João Marques de Oliveira

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Marques de Oliveira
Marques Oliveira February 2015-1a.jpg
Self-portrait (1876), Museu José Malhoa, Caldas da Rainha, Portugal
Born23 August 1853 (1853-08-23)
Died9 October 1927 (1927-10-10) (aged 74)
Known forPainting
Notable work
Media related to João Marques de Oliveira at Wikimedia Commons
Bathing Beach (1884)

João Joaquim Marques da Silva Oliveira 23 August 1853, Porto - 9 October 1927, Porto) was a Portuguese painter in the Naturalist style.


In 1864, when he was only eleven, he entered the Escola Superior de Belas-Artes do Porto [pt]. Five years later, he enrolled in the history painting course taught by João António Correia and graduated in 1873.[1] For the next six years, he lived in France with his colleague António da Silva Porto while they studied at the École des Beaux-arts under Alexandre Cabanel and Adolphe Yvon. While living there, they also made study trips to Belgium, England, the Netherlands and Italy. The sketches and paintings that resulted from these trips led to his participation in the Salons of 1876 and 1878.[1]

Upon his return to Porto in 1879, he worked as a free-lance artist and helped introduce the concept of plein-air painting in Portugal. The following year, he became Vice-President of the Centro Artístico Portuense, an association for the advancement of the arts modeled on the "Lion's Group [pt]" of Lisbon.[1] From 1881 to 1926, he was a Professor at the Academy in Porto and later held the position of Director.[2] Some of his pupils were Aurélia de Sousa and Lino António.[3]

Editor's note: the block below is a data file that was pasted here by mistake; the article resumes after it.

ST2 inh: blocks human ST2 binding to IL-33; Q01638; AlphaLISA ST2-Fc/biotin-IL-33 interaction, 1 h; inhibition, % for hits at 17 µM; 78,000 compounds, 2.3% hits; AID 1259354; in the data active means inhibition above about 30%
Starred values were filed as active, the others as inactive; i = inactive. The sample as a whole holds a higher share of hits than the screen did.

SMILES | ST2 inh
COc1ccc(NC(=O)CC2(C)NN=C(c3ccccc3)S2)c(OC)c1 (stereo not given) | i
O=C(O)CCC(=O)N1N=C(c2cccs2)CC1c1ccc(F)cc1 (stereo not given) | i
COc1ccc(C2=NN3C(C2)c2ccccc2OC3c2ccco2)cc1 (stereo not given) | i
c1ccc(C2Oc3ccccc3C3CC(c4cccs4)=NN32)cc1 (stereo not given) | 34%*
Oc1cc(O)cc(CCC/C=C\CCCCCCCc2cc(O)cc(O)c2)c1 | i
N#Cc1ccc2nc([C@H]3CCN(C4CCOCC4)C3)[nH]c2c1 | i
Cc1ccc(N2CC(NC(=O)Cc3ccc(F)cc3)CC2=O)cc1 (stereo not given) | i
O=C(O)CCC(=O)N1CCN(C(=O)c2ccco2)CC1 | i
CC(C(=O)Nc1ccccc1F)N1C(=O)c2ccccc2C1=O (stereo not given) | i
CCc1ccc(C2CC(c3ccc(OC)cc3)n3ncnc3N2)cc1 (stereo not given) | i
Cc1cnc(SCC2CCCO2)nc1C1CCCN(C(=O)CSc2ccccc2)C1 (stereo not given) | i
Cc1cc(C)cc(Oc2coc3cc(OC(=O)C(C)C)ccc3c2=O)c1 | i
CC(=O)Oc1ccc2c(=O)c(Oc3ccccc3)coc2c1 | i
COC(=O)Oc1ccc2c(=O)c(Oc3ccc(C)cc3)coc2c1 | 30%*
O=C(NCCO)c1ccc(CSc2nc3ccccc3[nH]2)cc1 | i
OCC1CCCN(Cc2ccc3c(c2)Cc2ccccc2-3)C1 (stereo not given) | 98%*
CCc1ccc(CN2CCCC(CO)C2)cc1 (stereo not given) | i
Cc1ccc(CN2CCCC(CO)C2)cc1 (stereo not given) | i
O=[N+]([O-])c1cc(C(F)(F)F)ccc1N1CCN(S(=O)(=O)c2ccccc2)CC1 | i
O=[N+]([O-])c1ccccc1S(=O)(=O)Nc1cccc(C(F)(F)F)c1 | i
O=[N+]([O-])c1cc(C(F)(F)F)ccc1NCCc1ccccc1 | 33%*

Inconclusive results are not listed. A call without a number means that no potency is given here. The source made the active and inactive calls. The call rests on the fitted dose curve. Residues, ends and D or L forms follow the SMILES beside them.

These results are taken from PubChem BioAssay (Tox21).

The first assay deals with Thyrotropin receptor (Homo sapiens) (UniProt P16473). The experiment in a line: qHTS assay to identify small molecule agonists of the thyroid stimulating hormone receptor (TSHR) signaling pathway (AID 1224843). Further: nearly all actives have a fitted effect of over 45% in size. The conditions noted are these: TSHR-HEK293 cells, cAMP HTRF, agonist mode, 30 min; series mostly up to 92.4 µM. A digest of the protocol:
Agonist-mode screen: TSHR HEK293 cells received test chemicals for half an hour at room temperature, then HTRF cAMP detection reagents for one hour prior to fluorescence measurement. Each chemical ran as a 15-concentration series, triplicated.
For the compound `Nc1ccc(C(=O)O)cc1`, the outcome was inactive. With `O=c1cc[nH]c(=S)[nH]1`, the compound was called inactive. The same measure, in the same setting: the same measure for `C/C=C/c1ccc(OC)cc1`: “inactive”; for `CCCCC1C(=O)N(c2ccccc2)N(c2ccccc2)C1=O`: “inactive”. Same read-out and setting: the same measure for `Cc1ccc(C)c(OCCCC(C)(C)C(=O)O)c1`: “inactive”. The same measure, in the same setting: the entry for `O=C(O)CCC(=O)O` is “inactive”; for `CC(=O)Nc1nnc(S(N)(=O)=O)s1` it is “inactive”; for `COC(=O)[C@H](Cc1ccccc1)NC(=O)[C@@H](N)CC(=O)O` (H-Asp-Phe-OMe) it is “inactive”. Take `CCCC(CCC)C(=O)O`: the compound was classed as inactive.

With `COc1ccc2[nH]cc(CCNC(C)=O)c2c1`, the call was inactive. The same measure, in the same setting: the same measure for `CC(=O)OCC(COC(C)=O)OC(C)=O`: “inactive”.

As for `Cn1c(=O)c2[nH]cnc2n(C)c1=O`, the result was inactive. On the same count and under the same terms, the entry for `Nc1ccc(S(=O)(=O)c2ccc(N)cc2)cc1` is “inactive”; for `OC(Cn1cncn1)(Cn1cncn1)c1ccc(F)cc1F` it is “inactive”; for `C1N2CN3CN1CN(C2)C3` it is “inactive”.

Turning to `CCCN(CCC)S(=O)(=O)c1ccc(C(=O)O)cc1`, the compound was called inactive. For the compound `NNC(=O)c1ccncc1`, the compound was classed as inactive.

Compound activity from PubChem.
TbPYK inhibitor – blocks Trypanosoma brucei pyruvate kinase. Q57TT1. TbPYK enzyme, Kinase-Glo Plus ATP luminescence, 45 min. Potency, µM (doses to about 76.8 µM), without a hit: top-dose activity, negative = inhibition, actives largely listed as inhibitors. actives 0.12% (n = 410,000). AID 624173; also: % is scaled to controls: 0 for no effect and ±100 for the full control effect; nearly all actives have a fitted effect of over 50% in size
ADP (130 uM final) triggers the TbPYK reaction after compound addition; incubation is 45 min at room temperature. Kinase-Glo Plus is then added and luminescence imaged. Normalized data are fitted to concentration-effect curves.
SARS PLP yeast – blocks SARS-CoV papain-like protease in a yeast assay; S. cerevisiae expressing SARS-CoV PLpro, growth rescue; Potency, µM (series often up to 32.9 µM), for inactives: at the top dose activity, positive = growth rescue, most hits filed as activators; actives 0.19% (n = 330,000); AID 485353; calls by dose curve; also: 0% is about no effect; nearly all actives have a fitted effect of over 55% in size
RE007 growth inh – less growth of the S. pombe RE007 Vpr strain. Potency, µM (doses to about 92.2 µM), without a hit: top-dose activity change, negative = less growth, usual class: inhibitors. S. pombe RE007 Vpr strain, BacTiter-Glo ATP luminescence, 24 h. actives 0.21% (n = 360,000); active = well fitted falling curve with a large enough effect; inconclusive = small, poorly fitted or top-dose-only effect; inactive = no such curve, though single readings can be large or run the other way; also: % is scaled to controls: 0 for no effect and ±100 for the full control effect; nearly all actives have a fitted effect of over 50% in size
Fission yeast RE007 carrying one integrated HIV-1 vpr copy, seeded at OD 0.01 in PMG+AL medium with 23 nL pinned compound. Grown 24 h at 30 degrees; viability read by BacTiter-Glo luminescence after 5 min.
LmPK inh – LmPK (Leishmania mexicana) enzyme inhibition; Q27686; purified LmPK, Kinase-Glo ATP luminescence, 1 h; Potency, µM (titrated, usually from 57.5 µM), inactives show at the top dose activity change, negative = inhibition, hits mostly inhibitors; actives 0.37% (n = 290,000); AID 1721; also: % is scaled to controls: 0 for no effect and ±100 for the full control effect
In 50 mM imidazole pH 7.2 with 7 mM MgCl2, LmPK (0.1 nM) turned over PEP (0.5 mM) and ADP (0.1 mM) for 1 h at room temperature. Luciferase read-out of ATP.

In 1911, he was appointed Chairman of the Board and a member of the Executive Committee for Art at the newly reorganized Soares dos Reis National Museum. In 1913, he became the Director. He reluctantly resigned all of his positions in 1926, when he reached the mandatory retirement age for public employees, and died the following year.[1] In 1929, he was honored with a bronze bust in the Jardim de São Lázaro [pt], next to the Academy.


  1. ^ a b c d Brief biography @ the Universidade do Porto website.
  2. ^ "Archived copy". Archived from the original on 2013-12-20. Retrieved 2014-10-26.CS1 maint: Archived copy as title (link) A arte portugueza : revista mensal de bellas-artes (1882-1884, Hemeroteca Digital)
  3. ^ "Lino António biografia". Galeria Lino António. Retrieved 2015-06-27.[permanent dead link]

Further reading[edit]

  • José Augusto França: A Arte em Portugal no Século XIX, Livraria Bertrand, 1990. ISBN 97-2250-060-0.

External links[edit]